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The Same Old Song

By William Goss | Film Reviews | October 12, 2010 | Comments ()


Nowhere_boy_again.jpg

John Lennon would've turned 70 years old this week. That is surely why the ever-savvy Weinstein brothers had decided to open Nowhere Boy, a biopic concerned with the artist's formative years, over the particular weekend.

As we meet him, John (Aaron "Kick-Ass" Johnson) is a teen both troublesome in school and troubled at home. He envies Elvis and emulates Buddy Holly, not wanting to be a musician so much as a rock star. That's not about to happen under the watchful eye of uptight Aunt Mimi (Kristin Scott Thomas), but once he discovers that his estranged biological mother, Julia (Anne-Marie Duff), actually lives quite near to their home, he spends more time with her, dodging school, taking up the banjo and generally trying to keep long-brewing feelings of resentment and abandonment at bay.

Sure, John will soon enough meet schoolmate and fellow music lover Paul (Thomas Sangster) before forming a band together, but director Sam Taylor-Wood's focus remains more on a standard-issue coming-of-age tale than your average rise-to-stardom biopic. She's got the then and there of '50s Liverpool down pat, but the mommy issues at hand are timeless so far as melodrama fodder is concerned. Thomas does stern yet sad like a champ, as she always has, while Duff turns on the freewheeling charm that lures John in just as it has countless men before (including his own father); the two make for ideal responsible/rambunctious counterpoints for our young lad to be torn between.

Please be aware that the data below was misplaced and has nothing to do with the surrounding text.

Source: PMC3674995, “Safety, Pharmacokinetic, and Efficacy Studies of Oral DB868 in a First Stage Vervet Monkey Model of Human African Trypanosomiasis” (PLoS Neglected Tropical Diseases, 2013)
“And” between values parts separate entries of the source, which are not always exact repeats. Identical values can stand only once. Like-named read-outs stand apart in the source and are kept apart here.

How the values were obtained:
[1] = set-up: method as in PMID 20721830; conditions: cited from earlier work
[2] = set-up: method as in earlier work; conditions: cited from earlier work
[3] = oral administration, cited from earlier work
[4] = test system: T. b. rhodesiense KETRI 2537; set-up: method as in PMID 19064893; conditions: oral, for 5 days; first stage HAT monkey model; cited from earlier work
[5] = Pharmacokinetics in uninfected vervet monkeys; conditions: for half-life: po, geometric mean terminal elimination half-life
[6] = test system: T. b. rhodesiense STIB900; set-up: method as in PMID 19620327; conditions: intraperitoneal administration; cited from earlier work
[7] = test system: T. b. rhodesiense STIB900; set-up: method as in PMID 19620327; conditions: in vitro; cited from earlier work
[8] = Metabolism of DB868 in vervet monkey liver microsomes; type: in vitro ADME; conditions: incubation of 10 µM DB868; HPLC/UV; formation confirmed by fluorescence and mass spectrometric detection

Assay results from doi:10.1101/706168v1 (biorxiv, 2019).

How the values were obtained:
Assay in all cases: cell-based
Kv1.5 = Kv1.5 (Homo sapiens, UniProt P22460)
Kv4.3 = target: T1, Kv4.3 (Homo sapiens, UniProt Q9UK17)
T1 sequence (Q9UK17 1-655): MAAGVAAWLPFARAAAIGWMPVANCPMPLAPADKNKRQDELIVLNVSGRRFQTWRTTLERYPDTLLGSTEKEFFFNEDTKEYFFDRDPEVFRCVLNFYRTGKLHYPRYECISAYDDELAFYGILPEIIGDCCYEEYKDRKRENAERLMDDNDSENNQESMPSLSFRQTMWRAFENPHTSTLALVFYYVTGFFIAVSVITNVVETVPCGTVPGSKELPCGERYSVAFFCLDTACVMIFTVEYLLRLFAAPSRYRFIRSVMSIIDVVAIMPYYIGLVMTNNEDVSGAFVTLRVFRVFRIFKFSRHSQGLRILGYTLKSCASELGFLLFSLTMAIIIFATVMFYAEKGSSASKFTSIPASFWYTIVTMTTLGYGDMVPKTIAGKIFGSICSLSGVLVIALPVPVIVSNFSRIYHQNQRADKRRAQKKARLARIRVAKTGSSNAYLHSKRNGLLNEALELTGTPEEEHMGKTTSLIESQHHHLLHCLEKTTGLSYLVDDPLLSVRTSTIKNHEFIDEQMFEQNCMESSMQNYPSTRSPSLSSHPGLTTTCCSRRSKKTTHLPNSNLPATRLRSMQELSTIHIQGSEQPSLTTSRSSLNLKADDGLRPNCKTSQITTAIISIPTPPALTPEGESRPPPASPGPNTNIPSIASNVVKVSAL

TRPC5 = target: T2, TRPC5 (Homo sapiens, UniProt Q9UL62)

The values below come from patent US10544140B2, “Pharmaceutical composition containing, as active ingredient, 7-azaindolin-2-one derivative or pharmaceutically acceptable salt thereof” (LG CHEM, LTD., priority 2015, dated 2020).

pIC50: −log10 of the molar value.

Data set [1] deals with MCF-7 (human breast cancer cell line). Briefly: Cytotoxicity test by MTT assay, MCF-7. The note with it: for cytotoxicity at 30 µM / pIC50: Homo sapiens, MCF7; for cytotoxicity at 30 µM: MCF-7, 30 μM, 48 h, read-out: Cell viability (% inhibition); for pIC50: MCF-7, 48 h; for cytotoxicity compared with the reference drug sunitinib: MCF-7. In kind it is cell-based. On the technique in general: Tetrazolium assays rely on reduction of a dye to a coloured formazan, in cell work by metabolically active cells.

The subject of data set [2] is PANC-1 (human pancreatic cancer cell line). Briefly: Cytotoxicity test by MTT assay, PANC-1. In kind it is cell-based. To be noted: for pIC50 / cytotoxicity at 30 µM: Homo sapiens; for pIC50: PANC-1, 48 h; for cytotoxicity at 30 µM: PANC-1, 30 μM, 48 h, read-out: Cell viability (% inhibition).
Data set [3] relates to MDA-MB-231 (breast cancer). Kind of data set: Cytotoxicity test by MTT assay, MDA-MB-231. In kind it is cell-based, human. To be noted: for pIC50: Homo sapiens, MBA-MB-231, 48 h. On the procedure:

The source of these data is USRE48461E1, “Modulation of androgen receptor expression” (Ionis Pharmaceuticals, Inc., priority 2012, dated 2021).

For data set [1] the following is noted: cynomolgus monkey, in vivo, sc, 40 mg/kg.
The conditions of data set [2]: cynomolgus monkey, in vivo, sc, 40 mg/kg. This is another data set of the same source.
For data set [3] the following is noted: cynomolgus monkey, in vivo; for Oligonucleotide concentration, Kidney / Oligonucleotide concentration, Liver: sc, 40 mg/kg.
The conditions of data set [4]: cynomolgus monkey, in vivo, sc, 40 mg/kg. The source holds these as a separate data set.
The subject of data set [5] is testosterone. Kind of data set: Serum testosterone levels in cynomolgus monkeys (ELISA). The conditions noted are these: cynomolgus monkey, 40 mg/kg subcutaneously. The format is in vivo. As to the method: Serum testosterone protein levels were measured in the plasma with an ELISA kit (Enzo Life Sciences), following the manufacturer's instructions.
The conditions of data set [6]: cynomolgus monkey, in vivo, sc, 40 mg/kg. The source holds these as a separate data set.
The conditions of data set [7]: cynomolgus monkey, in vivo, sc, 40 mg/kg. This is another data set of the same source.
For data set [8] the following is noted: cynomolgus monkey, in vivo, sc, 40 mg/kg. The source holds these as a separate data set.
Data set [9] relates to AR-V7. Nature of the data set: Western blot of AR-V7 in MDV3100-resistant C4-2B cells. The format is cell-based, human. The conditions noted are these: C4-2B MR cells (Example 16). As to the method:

Johnson, however, can't manage much emotion beyond surface-level swagger and on-cue pouting, deeming himself a genius before the school's headmaster without proving it beyond a fondness for scribbling down poetry. He's more restless than revolutionary, running circles around no one in particular and already waiting for the day when John Lennon might find himself flocked by fans; whether that attitude is indicative more of the subject's ego or of the actor's hindsight is hard to say. Even when Johnson's performance does threaten to match those given by his co-stars, the conflict still feels more indebted to any given soap opera than the telling psychological foundation of an eventual musical icon.

The film, like its title, feels slightly familiar but mostly generic, playing coy with who John Lennon was and would be. Nowhere Boy doesn't come across as the story of a man whose work many would adore long after his death; it's the story of a kid who just happened to let his guitar strumming drown out his own whine.

William Goss lives in Orlando, Florida. But don't hold that against him.


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